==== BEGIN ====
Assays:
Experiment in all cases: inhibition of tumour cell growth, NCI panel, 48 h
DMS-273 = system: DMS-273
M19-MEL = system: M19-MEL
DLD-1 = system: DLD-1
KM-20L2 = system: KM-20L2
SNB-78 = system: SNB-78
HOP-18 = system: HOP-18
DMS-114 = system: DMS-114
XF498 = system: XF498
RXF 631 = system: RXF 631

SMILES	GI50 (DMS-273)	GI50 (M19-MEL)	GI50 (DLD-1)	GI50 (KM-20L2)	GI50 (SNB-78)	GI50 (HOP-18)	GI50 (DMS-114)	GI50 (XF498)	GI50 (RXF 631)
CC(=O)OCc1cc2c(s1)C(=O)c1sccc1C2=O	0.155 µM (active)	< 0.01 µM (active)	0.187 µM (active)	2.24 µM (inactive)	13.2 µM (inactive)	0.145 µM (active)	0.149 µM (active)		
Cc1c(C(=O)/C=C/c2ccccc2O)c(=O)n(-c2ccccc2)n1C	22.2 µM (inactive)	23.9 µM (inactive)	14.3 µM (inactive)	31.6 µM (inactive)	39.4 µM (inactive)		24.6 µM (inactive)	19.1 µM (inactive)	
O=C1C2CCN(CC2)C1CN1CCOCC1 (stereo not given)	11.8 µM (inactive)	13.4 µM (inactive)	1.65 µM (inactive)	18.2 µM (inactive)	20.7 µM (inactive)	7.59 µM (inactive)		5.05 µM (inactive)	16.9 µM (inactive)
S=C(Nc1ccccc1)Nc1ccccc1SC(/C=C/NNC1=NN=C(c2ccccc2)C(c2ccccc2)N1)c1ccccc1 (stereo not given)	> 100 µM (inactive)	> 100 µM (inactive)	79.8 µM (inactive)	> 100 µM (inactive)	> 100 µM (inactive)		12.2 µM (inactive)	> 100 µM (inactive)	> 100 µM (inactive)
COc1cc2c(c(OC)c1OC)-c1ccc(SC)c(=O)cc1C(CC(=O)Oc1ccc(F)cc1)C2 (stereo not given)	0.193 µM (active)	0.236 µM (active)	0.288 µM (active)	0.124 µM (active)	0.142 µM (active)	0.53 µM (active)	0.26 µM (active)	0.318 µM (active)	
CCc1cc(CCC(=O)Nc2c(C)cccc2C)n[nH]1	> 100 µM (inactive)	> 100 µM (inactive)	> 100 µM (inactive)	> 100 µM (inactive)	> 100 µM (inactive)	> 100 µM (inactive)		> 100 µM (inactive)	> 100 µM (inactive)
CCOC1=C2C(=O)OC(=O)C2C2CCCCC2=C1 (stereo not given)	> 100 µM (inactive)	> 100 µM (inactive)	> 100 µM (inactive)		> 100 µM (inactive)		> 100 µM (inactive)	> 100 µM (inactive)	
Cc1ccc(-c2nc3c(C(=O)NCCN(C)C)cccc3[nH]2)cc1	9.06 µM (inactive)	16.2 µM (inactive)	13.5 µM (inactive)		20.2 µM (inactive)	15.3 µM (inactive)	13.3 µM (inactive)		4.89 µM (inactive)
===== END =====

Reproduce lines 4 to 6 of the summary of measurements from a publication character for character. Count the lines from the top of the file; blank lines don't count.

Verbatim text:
M19-MEL = system: M19-MEL
DLD-1 = system: DLD-1
KM-20L2 = system: KM-20L2